Writing about OCD: ‘It can show itself in so many ways’
Published on: 12 January 2017 Author: Alex Strick
Lisa Thompson has written The Goldfish Boy: a remarkable book about a boy with OCD who sees something mysterious from his window.
She answers a few questions about why she chose and wrote about the condition in her book.
What inspired you to create the character of Matthew?
I liked the idea of a character who, for whatever reason, spends a lot of time in their room but who witnesses something out of the window which upsets their routine.
The Goldfish Boy started out as a short story, but Matthew's voice stayed with me and I felt there was more there that could be expanded into a novel.
How did you research the subject?
I saw a Channel 4 documentary a while ago about Obsessive Compulsive Disorder (OCD), presented by the comedian Jon Richardson, and it really shocked me how debilitating the condition can be and it stuck in my mind.
I met up with a psychologist who specialises in the condition and we discussed how Matthew could be affected. I have a friend with OCD who read early drafts and helped a great deal. I also read books on the subject and lots on the internet.
Do you have any personal experience of living with OCD?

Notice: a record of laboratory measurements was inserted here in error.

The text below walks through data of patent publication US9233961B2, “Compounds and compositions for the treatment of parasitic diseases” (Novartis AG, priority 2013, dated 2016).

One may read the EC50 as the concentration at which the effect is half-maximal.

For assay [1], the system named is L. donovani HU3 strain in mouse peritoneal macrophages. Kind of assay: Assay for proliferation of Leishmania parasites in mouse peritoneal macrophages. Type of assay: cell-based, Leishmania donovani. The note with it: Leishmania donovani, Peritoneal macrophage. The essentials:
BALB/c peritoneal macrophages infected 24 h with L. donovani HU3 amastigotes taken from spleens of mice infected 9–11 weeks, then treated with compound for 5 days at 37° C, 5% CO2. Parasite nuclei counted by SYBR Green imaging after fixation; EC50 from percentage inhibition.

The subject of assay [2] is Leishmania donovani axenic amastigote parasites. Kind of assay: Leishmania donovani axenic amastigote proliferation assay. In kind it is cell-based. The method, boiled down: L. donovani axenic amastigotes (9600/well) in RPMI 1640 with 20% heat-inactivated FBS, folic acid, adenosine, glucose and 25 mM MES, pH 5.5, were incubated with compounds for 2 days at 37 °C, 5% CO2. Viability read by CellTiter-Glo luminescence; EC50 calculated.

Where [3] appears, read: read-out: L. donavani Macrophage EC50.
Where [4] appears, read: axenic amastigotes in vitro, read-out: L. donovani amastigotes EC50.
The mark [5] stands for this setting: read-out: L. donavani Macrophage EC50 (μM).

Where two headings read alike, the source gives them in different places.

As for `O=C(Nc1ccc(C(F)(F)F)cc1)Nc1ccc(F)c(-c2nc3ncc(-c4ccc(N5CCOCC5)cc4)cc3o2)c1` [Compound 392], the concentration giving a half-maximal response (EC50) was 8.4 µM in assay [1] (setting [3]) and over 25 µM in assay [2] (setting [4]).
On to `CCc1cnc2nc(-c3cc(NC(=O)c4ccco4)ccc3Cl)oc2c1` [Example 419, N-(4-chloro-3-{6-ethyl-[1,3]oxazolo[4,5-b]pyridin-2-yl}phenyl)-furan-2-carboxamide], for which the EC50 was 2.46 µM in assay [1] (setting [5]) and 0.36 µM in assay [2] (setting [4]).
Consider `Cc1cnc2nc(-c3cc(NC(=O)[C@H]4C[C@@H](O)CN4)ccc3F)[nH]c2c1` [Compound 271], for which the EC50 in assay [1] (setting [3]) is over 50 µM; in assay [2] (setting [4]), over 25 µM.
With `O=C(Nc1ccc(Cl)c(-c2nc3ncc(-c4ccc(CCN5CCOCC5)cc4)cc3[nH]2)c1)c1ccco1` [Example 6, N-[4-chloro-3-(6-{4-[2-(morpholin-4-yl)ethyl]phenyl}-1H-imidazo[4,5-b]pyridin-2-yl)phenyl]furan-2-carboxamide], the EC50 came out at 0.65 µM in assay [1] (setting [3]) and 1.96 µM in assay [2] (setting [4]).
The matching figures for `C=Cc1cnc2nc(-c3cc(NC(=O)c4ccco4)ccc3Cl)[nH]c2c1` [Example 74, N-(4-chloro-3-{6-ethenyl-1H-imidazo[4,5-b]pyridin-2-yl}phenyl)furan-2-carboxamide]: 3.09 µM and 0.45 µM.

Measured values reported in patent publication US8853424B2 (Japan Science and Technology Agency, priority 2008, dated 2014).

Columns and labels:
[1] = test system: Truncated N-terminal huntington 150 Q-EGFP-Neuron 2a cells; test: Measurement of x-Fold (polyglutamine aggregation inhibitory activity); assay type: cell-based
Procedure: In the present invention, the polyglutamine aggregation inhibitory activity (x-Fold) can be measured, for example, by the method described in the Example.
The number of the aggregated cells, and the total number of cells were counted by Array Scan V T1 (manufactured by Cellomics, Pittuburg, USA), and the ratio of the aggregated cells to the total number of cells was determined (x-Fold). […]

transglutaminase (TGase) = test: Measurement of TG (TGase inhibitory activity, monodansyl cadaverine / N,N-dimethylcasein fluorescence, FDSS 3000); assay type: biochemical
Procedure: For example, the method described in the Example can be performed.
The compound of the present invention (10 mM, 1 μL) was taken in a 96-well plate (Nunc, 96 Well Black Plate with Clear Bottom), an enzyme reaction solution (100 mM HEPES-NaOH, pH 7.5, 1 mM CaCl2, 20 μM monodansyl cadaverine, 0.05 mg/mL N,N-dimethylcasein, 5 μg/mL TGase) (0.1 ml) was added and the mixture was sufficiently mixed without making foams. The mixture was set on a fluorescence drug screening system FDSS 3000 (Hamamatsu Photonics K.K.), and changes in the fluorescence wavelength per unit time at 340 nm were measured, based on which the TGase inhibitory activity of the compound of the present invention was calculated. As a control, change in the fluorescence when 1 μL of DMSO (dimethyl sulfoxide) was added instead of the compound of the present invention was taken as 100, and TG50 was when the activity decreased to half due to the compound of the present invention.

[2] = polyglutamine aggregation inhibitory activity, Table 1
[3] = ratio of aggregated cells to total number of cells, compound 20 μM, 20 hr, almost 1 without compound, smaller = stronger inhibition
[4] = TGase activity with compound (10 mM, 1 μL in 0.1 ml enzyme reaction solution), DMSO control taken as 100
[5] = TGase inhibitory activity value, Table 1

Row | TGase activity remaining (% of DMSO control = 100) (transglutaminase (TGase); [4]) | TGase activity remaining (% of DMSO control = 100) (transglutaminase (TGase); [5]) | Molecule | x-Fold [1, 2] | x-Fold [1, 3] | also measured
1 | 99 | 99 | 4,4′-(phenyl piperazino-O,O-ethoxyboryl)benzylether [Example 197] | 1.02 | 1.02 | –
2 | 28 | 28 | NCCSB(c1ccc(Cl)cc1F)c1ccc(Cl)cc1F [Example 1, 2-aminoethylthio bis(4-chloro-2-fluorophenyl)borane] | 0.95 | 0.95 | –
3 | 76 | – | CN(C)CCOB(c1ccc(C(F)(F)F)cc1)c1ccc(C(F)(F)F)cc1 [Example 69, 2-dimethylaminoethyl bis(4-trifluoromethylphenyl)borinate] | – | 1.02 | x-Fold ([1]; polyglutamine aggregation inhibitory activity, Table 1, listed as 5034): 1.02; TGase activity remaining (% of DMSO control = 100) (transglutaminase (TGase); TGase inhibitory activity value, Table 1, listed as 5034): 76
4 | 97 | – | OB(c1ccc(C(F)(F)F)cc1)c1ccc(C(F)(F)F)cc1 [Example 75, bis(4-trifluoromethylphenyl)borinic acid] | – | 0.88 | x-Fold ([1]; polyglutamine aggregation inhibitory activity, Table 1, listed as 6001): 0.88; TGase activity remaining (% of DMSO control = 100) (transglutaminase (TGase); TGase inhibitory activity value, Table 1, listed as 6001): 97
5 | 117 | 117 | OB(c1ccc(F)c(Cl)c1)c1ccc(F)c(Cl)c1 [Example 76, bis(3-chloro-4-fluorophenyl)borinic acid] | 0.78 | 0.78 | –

No, not personally, which is why I was intent on doing lots of research.
What sort of thing did you learn that you hadn't previously known about OCD?
I didn't know that OCD could manifest itself in so many ways; from intrusive thoughts to overwhelmingly complex 'routines'.
Matthew has a fear of germs, which is possibly the one most people know of, but he is also terrified by the number 13 as I wanted readers to know there were other forms of OCD.
Which came first - the idea for the plot or the character with OCD?
The plot came first. I wanted Matthew to be restricted to his house and the more I learnt about the condition, the more I knew that this would be the reason why.
I very much wanted him to be a boy who is funny, intelligent and loving, yet who happens to have OCD. I didn't want him to be defined by his illness.
The book succeeds in being both honest about the realities of living with OCD while also offering hope about the future. Was this a difficult balance to strike?
Yes, in a way. I wanted the reader to understand how debilitating the condition can be but I also wanted a sense of hope that Matthew is taking a small step on the road to recovery, without having him skipping off into the sunset 'cured'!
There's a real sense of drama and suspense about the book – did your past experience with radio plays help?
Probably not so much with drama/suspense as most of the plays I've worked on have been quite lighthearted or comedies!
I really admire the writers Suzanne Collins and Gillian Flynn who know how to end a chapter on a cliffhanger, and I tried my best to emulate that.
How else has your radio background helped you as a writer?
I love the radio! I've worked on some amazing plays and, like reading, there is something magical about listening and creating pictures in your mind. It's certainly helped with my use of dialogue in the book and also in inspiring ideas.
What are you working on now?
I'm busy writing my second book, which is about an 11-year-old boy who is on the run from a troubled home with his mum - and whose childhood imaginary friend makes a startling reappearance…